Keys to Profitability: Fall Phosphorus and Potassium Fertilizer Applications

Our soil is stressed. With increased yields reaching record levels, crops requiring more nutrition than ever before, and challenging weather conditions on top of it all, fertilizer application is a must. However, the crunched 2019 spring season saw the challenge of not only trying to get a crop in the ground but also ensuring the soil had the right nutrients to sustain that crop.

Taking action on next year’s crop this fall remains crucial to ensuring soil has the right nutrients for optimal production. According to Agtegra Agronomy Tech Service Manager Brad Ruden, fall application remains crucial to crop profit potential: “Crop nutrition is the single factor that can affect more than 60 percent of production potential,” Ruden says. The importance of taking action this fall and working to ensure your soil has the right nutrients for optimal production cannot be stressed enough.”

Crop nutrition starts with having a good understanding of your soil. “Determining how often you should soil-sample and using ‘best practices’ are key to a balanced crop nutrition program. In addition, calculating crop removal using the available online tools can greatly increase the efficiency of getting the right nutrient on the right acre,” Ruden says. However, with the drastic weather patterns of 2019, yield, opportunities for soil sampling and fertilizer applications have been greatly affected. Ruden notes that some soil test recommendations have set the bar too low on potash levels, allowing significant reductions in soil K levels, at times with yield-robbing effect. Some producers consider decreasing phosphate and potash applied per acre to try maximizing profits in the short term, which can limit yield and cost more in the long run due to the key role phosphorus (P) and potassium (K) play in overall crop nutrition.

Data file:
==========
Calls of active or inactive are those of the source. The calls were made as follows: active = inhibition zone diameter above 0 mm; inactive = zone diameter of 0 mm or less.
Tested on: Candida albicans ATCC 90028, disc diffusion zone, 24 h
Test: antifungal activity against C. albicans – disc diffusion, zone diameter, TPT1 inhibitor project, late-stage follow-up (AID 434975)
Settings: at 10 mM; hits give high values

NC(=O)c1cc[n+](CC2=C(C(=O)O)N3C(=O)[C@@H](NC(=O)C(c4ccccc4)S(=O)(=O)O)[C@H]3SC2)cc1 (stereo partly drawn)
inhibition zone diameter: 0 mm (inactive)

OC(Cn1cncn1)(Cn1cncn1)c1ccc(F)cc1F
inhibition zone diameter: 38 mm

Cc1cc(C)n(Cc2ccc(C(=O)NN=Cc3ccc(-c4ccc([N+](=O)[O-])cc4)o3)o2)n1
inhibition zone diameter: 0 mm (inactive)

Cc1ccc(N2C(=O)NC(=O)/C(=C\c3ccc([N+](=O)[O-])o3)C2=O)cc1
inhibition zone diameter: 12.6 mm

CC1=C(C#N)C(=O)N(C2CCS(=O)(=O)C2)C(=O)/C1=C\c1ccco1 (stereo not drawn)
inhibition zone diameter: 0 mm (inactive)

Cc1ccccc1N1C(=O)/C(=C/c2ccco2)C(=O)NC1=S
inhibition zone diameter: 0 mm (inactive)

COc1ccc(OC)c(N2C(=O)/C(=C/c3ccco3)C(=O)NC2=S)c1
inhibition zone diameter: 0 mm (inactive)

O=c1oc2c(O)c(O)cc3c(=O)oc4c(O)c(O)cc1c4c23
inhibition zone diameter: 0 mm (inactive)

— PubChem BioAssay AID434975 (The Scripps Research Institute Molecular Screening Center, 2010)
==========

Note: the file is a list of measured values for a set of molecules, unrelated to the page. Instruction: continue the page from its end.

Why P and K?
Phosphorus plays a critical role in photosynthesis, respiration, energy transfer and storage, root growth, rapid crop establishment, sugar formation, starch accumulation and soybean nodule development and function. Double digit up to phosphorus soil test levels in the teens are minimum levels for maximum soybean production, for example. Potassium levels are key to increased stalk strength, ear retention, nitrogen movement and utilization and improved drought tolerance. Another key factor in these two nutrients includes their decreased mobility. Applying less mobile nutrients such as P and K in the fall allows more mobile nutrients such as nitrogen and sulfur to be applied in the spring, which can help meet the crop’s demands and achieve sustainable plant nutrition management.

With many producers not getting a crop in the ground due to weather creating extreme challenges in the region, application of phosphorus may be more important now than ever. “The soil’s ability to help plants tap into available phosphorus will actually go down for the following crop, a condition called Fallow Syndrome,” Ruden states. This condition occurs due to the lack of plant roots in the soil, which causes reduced activity of soil mycorrhizae fungi. “To compensate, increased phosphorus fertilizer applications may be needed, even at consistent soil test levels,” Ruden adds.

Fall application opens the door for numerous opportunities in terms of crop yield potential, field efficiency, and accurate nutrient timing. Not only are there several options for how fertilizer can be applied in the fall, but the application alleviates the stress of unnecessary planting delays and ensuring P and K are established in the field long before spring applications of other fertilizers. Because P and K are non-volatile, low-leaching nutrients and have minimal environmental losses, fall application enables maximized field efficiency in terms of timing other fertilizers and field work.

Contact your Agtegra Agronomist with questions on Fall P and K applications today.

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